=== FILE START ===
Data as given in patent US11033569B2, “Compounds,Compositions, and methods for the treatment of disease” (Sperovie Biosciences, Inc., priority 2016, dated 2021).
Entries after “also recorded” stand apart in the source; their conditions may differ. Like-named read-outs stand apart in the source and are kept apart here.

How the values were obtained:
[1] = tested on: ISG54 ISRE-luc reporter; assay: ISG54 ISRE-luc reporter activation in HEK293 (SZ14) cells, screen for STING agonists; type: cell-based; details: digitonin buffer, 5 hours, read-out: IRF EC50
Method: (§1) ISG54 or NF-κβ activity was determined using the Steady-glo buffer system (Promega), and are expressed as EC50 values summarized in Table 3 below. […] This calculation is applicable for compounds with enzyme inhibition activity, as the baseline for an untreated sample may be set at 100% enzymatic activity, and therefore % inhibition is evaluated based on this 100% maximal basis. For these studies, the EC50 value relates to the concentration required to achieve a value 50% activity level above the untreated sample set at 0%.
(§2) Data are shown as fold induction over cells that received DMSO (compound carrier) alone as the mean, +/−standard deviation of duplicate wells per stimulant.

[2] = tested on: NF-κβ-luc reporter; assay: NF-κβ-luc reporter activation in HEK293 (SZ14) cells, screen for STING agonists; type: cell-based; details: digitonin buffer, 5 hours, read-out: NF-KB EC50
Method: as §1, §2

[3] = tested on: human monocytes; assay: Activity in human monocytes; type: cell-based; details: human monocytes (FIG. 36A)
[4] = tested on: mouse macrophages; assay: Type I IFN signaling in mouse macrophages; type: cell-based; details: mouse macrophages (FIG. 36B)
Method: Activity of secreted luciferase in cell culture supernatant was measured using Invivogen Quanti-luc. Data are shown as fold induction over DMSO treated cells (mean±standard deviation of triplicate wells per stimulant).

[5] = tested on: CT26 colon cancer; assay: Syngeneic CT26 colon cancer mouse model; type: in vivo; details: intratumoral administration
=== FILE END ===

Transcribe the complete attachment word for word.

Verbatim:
Data as given in patent US11033569B2, “Compounds,Compositions, and methods for the treatment of disease” (Sperovie Biosciences, Inc., priority 2016, dated 2021).
Entries after “also recorded” stand apart in the source; their conditions may differ. Like-named read-outs stand apart in the source and are kept apart here.

How the values were obtained:
[1] = tested on: ISG54 ISRE-luc reporter; assay: ISG54 ISRE-luc reporter activation in HEK293 (SZ14) cells, screen for STING agonists; type: cell-based; details: digitonin buffer, 5 hours, read-out: IRF EC50
Method: (§1) ISG54 or NF-κβ activity was determined using the Steady-glo buffer system (Promega), and are expressed as EC50 values summarized in Table 3 below. […] This calculation is applicable for compounds with enzyme inhibition activity, as the baseline for an untreated sample may be set at 100% enzymatic activity, and therefore % inhibition is evaluated based on this 100% maximal basis. For these studies, the EC50 value relates to the concentration required to achieve a value 50% activity level above the untreated sample set at 0%.
(§2) Data are shown as fold induction over cells that received DMSO (compound carrier) alone as the mean, +/−standard deviation of duplicate wells per stimulant.

[2] = tested on: NF-κβ-luc reporter; assay: NF-κβ-luc reporter activation in HEK293 (SZ14) cells, screen for STING agonists; type: cell-based; details: digitonin buffer, 5 hours, read-out: NF-KB EC50
Method: as §1, §2

[3] = tested on: human monocytes; assay: Activity in human monocytes; type: cell-based; details: human monocytes (FIG. 36A)
[4] = tested on: mouse macrophages; assay: Type I IFN signaling in mouse macrophages; type: cell-based; details: mouse macrophages (FIG. 36B)
Method: Activity of secreted luciferase in cell culture supernatant was measured using Invivogen Quanti-luc. Data are shown as fold induction over DMSO treated cells (mean±standard deviation of triplicate wells per stimulant).

[5] = tested on: CT26 colon cancer; assay: Syngeneic CT26 colon cancer mouse model; type: in vivo; details: intratumoral administration